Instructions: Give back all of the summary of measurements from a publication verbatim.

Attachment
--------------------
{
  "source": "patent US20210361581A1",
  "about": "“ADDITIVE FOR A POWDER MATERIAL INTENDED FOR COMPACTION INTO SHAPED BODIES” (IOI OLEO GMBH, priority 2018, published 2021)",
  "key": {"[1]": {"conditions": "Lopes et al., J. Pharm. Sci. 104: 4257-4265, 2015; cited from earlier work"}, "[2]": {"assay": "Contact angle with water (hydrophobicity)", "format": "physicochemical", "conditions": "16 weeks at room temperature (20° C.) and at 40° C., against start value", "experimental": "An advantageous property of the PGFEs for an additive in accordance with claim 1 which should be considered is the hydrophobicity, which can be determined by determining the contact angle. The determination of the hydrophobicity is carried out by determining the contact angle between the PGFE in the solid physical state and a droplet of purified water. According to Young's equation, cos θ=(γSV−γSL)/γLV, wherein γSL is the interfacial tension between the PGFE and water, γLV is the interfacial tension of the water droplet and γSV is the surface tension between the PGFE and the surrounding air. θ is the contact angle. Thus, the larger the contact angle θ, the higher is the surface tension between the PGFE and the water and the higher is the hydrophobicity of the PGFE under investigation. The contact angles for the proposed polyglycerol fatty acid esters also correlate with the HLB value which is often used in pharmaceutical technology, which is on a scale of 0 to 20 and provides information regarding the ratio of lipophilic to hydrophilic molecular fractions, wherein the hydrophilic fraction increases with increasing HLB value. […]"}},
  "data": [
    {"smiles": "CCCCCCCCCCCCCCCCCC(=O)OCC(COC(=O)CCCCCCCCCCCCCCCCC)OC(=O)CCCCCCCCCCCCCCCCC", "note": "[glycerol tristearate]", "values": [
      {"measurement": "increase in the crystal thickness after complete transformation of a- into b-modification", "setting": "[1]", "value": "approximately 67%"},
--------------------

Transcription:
{
  "source": "patent US20210361581A1",
  "about": "“ADDITIVE FOR A POWDER MATERIAL INTENDED FOR COMPACTION INTO SHAPED BODIES” (IOI OLEO GMBH, priority 2018, published 2021)",
  "key": {"[1]": {"conditions": "Lopes et al., J. Pharm. Sci. 104: 4257-4265, 2015; cited from earlier work"}, "[2]": {"assay": "Contact angle with water (hydrophobicity)", "format": "physicochemical", "conditions": "16 weeks at room temperature (20° C.) and at 40° C., against start value", "experimental": "An advantageous property of the PGFEs for an additive in accordance with claim 1 which should be considered is the hydrophobicity, which can be determined by determining the contact angle. The determination of the hydrophobicity is carried out by determining the contact angle between the PGFE in the solid physical state and a droplet of purified water. According to Young's equation, cos θ=(γSV−γSL)/γLV, wherein γSL is the interfacial tension between the PGFE and water, γLV is the interfacial tension of the water droplet and γSV is the surface tension between the PGFE and the surrounding air. θ is the contact angle. Thus, the larger the contact angle θ, the higher is the surface tension between the PGFE and the water and the higher is the hydrophobicity of the PGFE under investigation. The contact angles for the proposed polyglycerol fatty acid esters also correlate with the HLB value which is often used in pharmaceutical technology, which is on a scale of 0 to 20 and provides information regarding the ratio of lipophilic to hydrophilic molecular fractions, wherein the hydrophilic fraction increases with increasing HLB value. […]"}},
  "data": [
    {"smiles": "CCCCCCCCCCCCCCCCCC(=O)OCC(COC(=O)CCCCCCCCCCCCCCCCC)OC(=O)CCCCCCCCCCCCCCCCC", "note": "[glycerol tristearate]", "values": [
      {"measurement": "increase in the crystal thickness after complete transformation of a- into b-modification", "setting": "[1]", "value": "approximately 67%"},